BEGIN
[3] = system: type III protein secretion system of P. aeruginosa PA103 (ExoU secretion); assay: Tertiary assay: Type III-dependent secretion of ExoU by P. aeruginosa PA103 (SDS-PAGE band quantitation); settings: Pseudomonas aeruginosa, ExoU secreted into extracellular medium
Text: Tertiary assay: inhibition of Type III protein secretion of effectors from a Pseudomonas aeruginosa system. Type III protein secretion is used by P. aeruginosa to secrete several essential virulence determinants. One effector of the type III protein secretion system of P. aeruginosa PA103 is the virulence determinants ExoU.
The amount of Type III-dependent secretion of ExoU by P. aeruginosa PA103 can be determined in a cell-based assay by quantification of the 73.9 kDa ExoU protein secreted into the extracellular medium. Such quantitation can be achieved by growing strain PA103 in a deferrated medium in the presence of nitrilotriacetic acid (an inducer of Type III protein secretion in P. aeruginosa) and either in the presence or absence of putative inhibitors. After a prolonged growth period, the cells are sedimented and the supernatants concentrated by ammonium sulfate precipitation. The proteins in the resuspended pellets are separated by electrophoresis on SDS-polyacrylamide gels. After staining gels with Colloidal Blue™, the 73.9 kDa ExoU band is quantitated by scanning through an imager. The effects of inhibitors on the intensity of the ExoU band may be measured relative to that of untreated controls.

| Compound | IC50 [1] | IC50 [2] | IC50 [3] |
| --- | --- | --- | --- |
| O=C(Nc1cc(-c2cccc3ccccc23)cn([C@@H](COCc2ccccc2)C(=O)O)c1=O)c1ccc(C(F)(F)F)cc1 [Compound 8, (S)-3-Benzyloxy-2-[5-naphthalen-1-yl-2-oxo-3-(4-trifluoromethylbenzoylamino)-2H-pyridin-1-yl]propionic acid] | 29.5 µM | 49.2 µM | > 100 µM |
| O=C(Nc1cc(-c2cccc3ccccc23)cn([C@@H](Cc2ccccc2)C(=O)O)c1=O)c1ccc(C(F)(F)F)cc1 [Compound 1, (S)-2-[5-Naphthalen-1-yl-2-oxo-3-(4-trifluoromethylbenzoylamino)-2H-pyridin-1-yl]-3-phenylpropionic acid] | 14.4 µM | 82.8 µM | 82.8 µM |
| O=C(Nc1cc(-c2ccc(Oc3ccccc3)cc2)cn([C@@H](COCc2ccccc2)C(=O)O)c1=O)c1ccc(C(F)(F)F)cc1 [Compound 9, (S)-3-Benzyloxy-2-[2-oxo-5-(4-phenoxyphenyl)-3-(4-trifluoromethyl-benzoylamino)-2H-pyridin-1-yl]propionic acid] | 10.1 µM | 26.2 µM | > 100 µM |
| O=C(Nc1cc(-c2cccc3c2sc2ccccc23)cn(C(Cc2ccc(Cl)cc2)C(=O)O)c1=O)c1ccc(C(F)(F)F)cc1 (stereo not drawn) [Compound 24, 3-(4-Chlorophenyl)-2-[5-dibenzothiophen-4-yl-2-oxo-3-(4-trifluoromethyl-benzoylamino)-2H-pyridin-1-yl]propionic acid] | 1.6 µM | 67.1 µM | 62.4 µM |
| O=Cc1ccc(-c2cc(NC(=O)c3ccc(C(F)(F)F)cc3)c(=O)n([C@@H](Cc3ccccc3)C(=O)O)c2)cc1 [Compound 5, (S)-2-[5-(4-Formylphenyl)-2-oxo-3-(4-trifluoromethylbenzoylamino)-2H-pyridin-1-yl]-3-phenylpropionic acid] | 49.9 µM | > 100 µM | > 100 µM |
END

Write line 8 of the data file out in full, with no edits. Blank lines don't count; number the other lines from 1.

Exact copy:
| O=C(Nc1cc(-c2ccc(Oc3ccccc3)cc2)cn([C@@H](COCc2ccccc2)C(=O)O)c1=O)c1ccc(C(F)(F)F)cc1 [Compound 9, (S)-3-Benzyloxy-2-[2-oxo-5-(4-phenoxyphenyl)-3-(4-trifluoromethyl-benzoylamino)-2H-pyridin-1-yl]propionic acid] | 10.1 µM | 26.2 µM | > 100 µM |